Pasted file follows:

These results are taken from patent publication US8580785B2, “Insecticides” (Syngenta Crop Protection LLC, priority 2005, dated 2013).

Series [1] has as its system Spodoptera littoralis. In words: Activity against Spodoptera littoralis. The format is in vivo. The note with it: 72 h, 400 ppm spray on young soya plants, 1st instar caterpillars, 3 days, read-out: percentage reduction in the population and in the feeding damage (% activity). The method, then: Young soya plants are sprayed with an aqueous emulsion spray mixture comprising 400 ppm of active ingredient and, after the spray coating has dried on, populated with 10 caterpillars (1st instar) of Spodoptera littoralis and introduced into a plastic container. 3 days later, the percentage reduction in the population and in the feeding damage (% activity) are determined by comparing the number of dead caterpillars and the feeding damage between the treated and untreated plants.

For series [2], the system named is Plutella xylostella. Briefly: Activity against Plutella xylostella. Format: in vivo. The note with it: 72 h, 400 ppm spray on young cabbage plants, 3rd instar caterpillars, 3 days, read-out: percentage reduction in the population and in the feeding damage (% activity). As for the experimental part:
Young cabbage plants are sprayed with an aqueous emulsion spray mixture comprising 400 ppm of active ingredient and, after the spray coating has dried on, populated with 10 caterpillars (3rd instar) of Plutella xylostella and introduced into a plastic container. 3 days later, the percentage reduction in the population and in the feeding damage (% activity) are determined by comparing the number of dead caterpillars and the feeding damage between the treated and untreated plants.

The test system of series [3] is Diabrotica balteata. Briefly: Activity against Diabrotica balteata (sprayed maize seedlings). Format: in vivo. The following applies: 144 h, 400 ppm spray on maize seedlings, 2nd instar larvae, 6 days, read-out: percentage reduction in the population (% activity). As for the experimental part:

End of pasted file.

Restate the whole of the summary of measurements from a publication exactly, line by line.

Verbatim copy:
These results are taken from patent publication US8580785B2, “Insecticides” (Syngenta Crop Protection LLC, priority 2005, dated 2013).

Series [1] has as its system Spodoptera littoralis. In words: Activity against Spodoptera littoralis. The format is in vivo. The note with it: 72 h, 400 ppm spray on young soya plants, 1st instar caterpillars, 3 days, read-out: percentage reduction in the population and in the feeding damage (% activity). The method, then: Young soya plants are sprayed with an aqueous emulsion spray mixture comprising 400 ppm of active ingredient and, after the spray coating has dried on, populated with 10 caterpillars (1st instar) of Spodoptera littoralis and introduced into a plastic container. 3 days later, the percentage reduction in the population and in the feeding damage (% activity) are determined by comparing the number of dead caterpillars and the feeding damage between the treated and untreated plants.

For series [2], the system named is Plutella xylostella. Briefly: Activity against Plutella xylostella. Format: in vivo. The note with it: 72 h, 400 ppm spray on young cabbage plants, 3rd instar caterpillars, 3 days, read-out: percentage reduction in the population and in the feeding damage (% activity). As for the experimental part:
Young cabbage plants are sprayed with an aqueous emulsion spray mixture comprising 400 ppm of active ingredient and, after the spray coating has dried on, populated with 10 caterpillars (3rd instar) of Plutella xylostella and introduced into a plastic container. 3 days later, the percentage reduction in the population and in the feeding damage (% activity) are determined by comparing the number of dead caterpillars and the feeding damage between the treated and untreated plants.

The test system of series [3] is Diabrotica balteata. Briefly: Activity against Diabrotica balteata (sprayed maize seedlings). Format: in vivo. The following applies: 144 h, 400 ppm spray on maize seedlings, 2nd instar larvae, 6 days, read-out: percentage reduction in the population (% activity). As for the experimental part: